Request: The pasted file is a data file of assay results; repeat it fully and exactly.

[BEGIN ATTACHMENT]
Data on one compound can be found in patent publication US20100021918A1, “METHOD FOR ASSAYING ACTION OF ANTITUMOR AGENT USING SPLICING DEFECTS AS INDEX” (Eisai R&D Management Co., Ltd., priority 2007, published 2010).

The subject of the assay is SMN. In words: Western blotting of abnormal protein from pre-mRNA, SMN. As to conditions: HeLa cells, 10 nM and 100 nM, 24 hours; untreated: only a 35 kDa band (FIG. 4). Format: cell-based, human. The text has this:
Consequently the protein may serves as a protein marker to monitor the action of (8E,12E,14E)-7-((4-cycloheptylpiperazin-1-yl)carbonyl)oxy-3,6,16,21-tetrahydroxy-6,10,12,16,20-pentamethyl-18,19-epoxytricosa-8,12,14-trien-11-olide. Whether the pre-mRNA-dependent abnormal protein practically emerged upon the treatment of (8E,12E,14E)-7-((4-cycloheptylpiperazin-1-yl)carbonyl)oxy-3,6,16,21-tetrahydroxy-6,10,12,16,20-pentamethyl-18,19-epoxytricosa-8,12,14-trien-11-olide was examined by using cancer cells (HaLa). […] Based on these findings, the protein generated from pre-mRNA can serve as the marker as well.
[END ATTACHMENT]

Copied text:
Data on one compound can be found in patent publication US20100021918A1, “METHOD FOR ASSAYING ACTION OF ANTITUMOR AGENT USING SPLICING DEFECTS AS INDEX” (Eisai R&D Management Co., Ltd., priority 2007, published 2010).

The subject of the assay is SMN. In words: Western blotting of abnormal protein from pre-mRNA, SMN. As to conditions: HeLa cells, 10 nM and 100 nM, 24 hours; untreated: only a 35 kDa band (FIG. 4). Format: cell-based, human. The text has this:
Consequently the protein may serves as a protein marker to monitor the action of (8E,12E,14E)-7-((4-cycloheptylpiperazin-1-yl)carbonyl)oxy-3,6,16,21-tetrahydroxy-6,10,12,16,20-pentamethyl-18,19-epoxytricosa-8,12,14-trien-11-olide. Whether the pre-mRNA-dependent abnormal protein practically emerged upon the treatment of (8E,12E,14E)-7-((4-cycloheptylpiperazin-1-yl)carbonyl)oxy-3,6,16,21-tetrahydroxy-6,10,12,16,20-pentamethyl-18,19-epoxytricosa-8,12,14-trien-11-olide was examined by using cancer cells (HaLa). […] Based on these findings, the protein generated from pre-mRNA can serve as the marker as well.